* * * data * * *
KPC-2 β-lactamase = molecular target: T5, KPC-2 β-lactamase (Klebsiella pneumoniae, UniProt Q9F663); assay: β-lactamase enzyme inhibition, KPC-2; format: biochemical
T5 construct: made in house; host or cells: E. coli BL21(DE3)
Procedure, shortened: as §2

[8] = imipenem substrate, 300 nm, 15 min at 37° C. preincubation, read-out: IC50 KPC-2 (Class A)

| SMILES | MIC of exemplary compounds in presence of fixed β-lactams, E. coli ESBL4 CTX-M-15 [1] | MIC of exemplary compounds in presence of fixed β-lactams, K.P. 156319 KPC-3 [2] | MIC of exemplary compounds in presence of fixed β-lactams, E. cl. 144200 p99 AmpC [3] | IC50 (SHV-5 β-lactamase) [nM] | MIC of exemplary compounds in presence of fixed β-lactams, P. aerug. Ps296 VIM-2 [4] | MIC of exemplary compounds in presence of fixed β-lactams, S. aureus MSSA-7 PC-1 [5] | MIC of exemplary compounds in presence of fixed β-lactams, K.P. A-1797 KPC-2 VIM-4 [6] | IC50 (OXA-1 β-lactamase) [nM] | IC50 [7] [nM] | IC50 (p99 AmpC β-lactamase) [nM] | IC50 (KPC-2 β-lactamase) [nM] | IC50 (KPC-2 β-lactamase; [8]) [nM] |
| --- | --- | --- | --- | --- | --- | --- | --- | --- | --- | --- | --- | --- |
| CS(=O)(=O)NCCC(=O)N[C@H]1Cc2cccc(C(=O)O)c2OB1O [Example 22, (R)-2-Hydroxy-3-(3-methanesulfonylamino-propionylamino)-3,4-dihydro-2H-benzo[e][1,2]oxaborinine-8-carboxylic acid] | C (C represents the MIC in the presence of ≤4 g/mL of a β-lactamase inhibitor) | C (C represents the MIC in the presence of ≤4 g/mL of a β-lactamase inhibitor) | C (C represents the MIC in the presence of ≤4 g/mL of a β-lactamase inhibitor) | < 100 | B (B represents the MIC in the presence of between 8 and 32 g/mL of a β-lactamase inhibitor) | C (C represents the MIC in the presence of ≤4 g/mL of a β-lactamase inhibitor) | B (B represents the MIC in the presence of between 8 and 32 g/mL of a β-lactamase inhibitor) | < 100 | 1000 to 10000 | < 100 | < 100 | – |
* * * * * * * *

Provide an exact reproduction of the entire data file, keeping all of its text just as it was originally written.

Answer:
KPC-2 β-lactamase = molecular target: T5, KPC-2 β-lactamase (Klebsiella pneumoniae, UniProt Q9F663); assay: β-lactamase enzyme inhibition, KPC-2; format: biochemical
T5 construct: made in house; host or cells: E. coli BL21(DE3)
Procedure, shortened: as §2

[8] = imipenem substrate, 300 nm, 15 min at 37° C. preincubation, read-out: IC50 KPC-2 (Class A)

| SMILES | MIC of exemplary compounds in presence of fixed β-lactams, E. coli ESBL4 CTX-M-15 [1] | MIC of exemplary compounds in presence of fixed β-lactams, K.P. 156319 KPC-3 [2] | MIC of exemplary compounds in presence of fixed β-lactams, E. cl. 144200 p99 AmpC [3] | IC50 (SHV-5 β-lactamase) [nM] | MIC of exemplary compounds in presence of fixed β-lactams, P. aerug. Ps296 VIM-2 [4] | MIC of exemplary compounds in presence of fixed β-lactams, S. aureus MSSA-7 PC-1 [5] | MIC of exemplary compounds in presence of fixed β-lactams, K.P. A-1797 KPC-2 VIM-4 [6] | IC50 (OXA-1 β-lactamase) [nM] | IC50 [7] [nM] | IC50 (p99 AmpC β-lactamase) [nM] | IC50 (KPC-2 β-lactamase) [nM] | IC50 (KPC-2 β-lactamase; [8]) [nM] |
| --- | --- | --- | --- | --- | --- | --- | --- | --- | --- | --- | --- | --- |
| CS(=O)(=O)NCCC(=O)N[C@H]1Cc2cccc(C(=O)O)c2OB1O [Example 22, (R)-2-Hydroxy-3-(3-methanesulfonylamino-propionylamino)-3,4-dihydro-2H-benzo[e][1,2]oxaborinine-8-carboxylic acid] | C (C represents the MIC in the presence of ≤4 g/mL of a β-lactamase inhibitor) | C (C represents the MIC in the presence of ≤4 g/mL of a β-lactamase inhibitor) | C (C represents the MIC in the presence of ≤4 g/mL of a β-lactamase inhibitor) | < 100 | B (B represents the MIC in the presence of between 8 and 32 g/mL of a β-lactamase inhibitor) | C (C represents the MIC in the presence of ≤4 g/mL of a β-lactamase inhibitor) | B (B represents the MIC in the presence of between 8 and 32 g/mL of a β-lactamase inhibitor) | < 100 | 1000 to 10000 | < 100 | < 100 | – |